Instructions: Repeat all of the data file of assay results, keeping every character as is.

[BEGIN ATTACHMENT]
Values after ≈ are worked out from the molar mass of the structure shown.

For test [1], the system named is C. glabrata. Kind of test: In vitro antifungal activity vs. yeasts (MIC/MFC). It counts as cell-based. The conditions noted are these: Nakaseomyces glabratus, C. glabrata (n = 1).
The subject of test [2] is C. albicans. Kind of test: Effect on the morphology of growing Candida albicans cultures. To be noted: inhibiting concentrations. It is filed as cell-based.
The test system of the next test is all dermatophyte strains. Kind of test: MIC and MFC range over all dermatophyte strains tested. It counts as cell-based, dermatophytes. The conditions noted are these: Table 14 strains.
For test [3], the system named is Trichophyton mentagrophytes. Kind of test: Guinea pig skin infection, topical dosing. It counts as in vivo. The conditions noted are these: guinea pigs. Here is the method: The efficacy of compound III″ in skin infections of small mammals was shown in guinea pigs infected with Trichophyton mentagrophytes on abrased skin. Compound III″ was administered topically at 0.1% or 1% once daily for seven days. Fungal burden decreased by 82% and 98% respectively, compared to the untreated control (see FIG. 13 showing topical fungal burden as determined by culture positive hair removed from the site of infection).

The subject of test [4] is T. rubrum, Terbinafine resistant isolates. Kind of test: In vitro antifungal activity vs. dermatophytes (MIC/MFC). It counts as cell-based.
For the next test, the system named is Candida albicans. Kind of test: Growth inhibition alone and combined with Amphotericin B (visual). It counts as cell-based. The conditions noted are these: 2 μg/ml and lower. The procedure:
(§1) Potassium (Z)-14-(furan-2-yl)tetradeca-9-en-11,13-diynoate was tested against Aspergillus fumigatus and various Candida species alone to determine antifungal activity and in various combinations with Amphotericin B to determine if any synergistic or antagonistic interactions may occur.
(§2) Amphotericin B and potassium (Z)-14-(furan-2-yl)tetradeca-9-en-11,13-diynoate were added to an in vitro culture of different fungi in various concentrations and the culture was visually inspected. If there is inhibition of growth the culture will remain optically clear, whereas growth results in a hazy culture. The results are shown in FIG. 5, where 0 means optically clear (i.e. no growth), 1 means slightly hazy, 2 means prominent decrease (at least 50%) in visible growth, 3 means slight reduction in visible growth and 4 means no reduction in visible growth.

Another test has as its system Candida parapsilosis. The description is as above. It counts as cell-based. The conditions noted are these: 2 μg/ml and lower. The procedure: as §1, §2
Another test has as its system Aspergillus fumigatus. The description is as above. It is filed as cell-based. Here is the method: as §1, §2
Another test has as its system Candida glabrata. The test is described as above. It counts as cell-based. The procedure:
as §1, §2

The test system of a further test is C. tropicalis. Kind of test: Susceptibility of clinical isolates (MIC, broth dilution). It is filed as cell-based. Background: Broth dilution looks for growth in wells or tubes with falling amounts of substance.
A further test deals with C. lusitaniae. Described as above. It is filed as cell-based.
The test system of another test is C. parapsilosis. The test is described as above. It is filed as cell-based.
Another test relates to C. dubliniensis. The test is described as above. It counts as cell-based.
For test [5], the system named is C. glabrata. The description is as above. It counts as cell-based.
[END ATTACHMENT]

Values after ≈ are worked out from the molar mass of the structure shown.

For test [1], the system named is C. glabrata. Kind of test: In vitro antifungal activity vs. yeasts (MIC/MFC). It counts as cell-based. The conditions noted are these: Nakaseomyces glabratus, C. glabrata (n = 1).
The subject of test [2] is C. albicans. Kind of test: Effect on the morphology of growing Candida albicans cultures. To be noted: inhibiting concentrations. It is filed as cell-based.
The test system of the next test is all dermatophyte strains. Kind of test: MIC and MFC range over all dermatophyte strains tested. It counts as cell-based, dermatophytes. The conditions noted are these: Table 14 strains.
For test [3], the system named is Trichophyton mentagrophytes. Kind of test: Guinea pig skin infection, topical dosing. It counts as in vivo. The conditions noted are these: guinea pigs. Here is the method: The efficacy of compound III″ in skin infections of small mammals was shown in guinea pigs infected with Trichophyton mentagrophytes on abrased skin. Compound III″ was administered topically at 0.1% or 1% once daily for seven days. Fungal burden decreased by 82% and 98% respectively, compared to the untreated control (see FIG. 13 showing topical fungal burden as determined by culture positive hair removed from the site of infection).

The subject of test [4] is T. rubrum, Terbinafine resistant isolates. Kind of test: In vitro antifungal activity vs. dermatophytes (MIC/MFC). It counts as cell-based.
For the next test, the system named is Candida albicans. Kind of test: Growth inhibition alone and combined with Amphotericin B (visual). It counts as cell-based. The conditions noted are these: 2 μg/ml and lower. The procedure:
(§1) Potassium (Z)-14-(furan-2-yl)tetradeca-9-en-11,13-diynoate was tested against Aspergillus fumigatus and various Candida species alone to determine antifungal activity and in various combinations with Amphotericin B to determine if any synergistic or antagonistic interactions may occur.
(§2) Amphotericin B and potassium (Z)-14-(furan-2-yl)tetradeca-9-en-11,13-diynoate were added to an in vitro culture of different fungi in various concentrations and the culture was visually inspected. If there is inhibition of growth the culture will remain optically clear, whereas growth results in a hazy culture. The results are shown in FIG. 5, where 0 means optically clear (i.e. no growth), 1 means slightly hazy, 2 means prominent decrease (at least 50%) in visible growth, 3 means slight reduction in visible growth and 4 means no reduction in visible growth.

Another test has as its system Candida parapsilosis. The description is as above. It counts as cell-based. The conditions noted are these: 2 μg/ml and lower. The procedure: as §1, §2
Another test has as its system Aspergillus fumigatus. The description is as above. It is filed as cell-based. Here is the method: as §1, §2
Another test has as its system Candida glabrata. The test is described as above. It counts as cell-based. The procedure:
as §1, §2

The test system of a further test is C. tropicalis. Kind of test: Susceptibility of clinical isolates (MIC, broth dilution). It is filed as cell-based. Background: Broth dilution looks for growth in wells or tubes with falling amounts of substance.
A further test deals with C. lusitaniae. Described as above. It is filed as cell-based.
The test system of another test is C. parapsilosis. The test is described as above. It is filed as cell-based.
Another test relates to C. dubliniensis. The test is described as above. It counts as cell-based.
For test [5], the system named is C. glabrata. The description is as above. It counts as cell-based.